HISD Board of Education Calls Election to Rebuild
Houston’s High Schools
Vote set for Nov. 6 on proposal to renovate 38 schools
in neighborhoods across Houston, upgrade technology in all HISD classrooms, and
August 9, 2012 – Houston
voters will decide in November whether to approve a bond referendum to
modernize outdated high school buildings and build new schools to meet
students’ needs across the city.
The HISD Board of Education
approved calling an election on the bond proposal by a vote of 8-1.
Trustee Greg Meyers voted against the proposal.
The proposal seeks voter approval
of a $1.89 billion plan to address the most serious facility needs in 38
schools. The proposal would:
Provide new campuses for 20 high schools
High School for the Performing and Visual Arts
North Early College
South Early College
Partially replace 4 high schools
Young Men’s College Prep Academy
Young Women’s College Prep Academy
Convert 5 elementary schools into K-8
Garden Oaks Montessori
Mandarin Chinese Language Immersion School at
Wharton Dual Language School
Build 3 new elementary school campuses
Relief school on the west side
Replace/complete 2 new middle school campuses
Grady (new addition to complete new campus)
Dowling (new campus)
addition, the proposed measure would include funds that would improve
conditions for students in all HISD schools. Those proposals include:
- $100 million for district-wide technology
- $44.7 million to replace regional field houses
and improve athletic facilities
- $35 million to renovate middle school restrooms
- $17.3 million for district-wide safety and
The Board of Education also agreed
to rebuild two schools – Condit Elementary and High School for Law Enforcement
and Criminal Justice – either through the sale surplus district property, or by
using any potential leftover bond funds.
If approved by voters, design
work of the new schools would begin in early 2013 and the first construction
projects would start in 2014.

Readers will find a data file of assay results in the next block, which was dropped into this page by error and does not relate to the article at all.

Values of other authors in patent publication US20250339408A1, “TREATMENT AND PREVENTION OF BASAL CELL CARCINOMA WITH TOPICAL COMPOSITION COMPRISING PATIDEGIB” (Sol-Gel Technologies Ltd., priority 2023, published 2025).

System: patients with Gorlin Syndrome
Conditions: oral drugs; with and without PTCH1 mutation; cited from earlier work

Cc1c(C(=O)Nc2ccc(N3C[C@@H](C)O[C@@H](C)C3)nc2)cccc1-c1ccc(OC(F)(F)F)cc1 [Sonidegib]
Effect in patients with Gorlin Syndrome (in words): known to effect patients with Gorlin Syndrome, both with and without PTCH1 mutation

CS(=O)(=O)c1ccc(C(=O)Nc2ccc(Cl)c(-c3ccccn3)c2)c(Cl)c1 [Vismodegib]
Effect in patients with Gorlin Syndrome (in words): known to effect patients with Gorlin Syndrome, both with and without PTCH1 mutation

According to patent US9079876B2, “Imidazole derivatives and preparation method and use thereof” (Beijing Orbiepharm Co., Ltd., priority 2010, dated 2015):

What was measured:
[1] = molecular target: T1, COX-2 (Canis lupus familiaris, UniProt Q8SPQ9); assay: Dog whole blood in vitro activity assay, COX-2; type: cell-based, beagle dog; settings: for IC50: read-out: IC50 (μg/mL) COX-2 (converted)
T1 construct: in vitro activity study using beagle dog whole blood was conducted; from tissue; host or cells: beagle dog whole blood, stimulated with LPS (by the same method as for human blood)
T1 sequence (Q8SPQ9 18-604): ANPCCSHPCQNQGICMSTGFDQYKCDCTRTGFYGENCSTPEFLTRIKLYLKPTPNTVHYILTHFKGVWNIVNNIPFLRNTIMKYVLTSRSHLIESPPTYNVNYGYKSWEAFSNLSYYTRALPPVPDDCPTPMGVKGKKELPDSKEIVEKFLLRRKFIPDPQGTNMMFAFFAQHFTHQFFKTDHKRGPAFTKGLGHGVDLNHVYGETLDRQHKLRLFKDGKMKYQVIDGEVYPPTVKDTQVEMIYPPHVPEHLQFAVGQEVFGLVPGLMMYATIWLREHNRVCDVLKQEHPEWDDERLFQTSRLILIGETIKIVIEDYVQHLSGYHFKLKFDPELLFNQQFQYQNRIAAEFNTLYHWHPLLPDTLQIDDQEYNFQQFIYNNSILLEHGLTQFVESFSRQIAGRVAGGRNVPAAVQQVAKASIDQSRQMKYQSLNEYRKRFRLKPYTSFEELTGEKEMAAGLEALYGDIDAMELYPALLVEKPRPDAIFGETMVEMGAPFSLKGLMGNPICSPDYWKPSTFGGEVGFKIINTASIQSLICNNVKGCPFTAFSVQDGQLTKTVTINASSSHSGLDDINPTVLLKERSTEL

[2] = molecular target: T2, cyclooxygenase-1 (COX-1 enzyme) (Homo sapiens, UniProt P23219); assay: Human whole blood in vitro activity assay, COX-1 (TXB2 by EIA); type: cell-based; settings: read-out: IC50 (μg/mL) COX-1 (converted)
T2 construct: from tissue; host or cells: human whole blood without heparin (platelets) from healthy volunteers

While including millions of dollars
in recommended projects that would benefit students at all 279 schools in the
district, the proposed bond package focuses heavily -- $1.36 billion -- on the
city’s high schools. HISD’s most recent bond programs approved by voters in
1998, 2002 and 2007 primarily addressed needs at the elementary school
level. The average age of HISD secondary schools now stands at 50 years,
compared to 39 years for the district’s primary schools.
Many of these schools were designed
to meet the needs of students more than half a century ago and are no longer
able to accommodate the best instructional approaches for helping today’s
students meet rising academic expectations, according to independent school
facilities experts who recently assessed HISD schools.
Modern schools feature design
elements that are shown to positively impact student achievement. Some of these
- Greater classroom configuration flexibility to
help teachers differentiate their approaches to meet the needs of each child
- Classroom designs that encourage collaborative
- Improved access to technology
- Infrastructure for the latest career and
technical education programs
- Lab spaces that offer hands-on science learning
Historic neighborhood schools
and prestigious schools of choice to be replaced
The proposed bond package would
completely rebuild some of Houston’s most historic neighborhood high schools
across the city. The proposal also includes new campuses for some of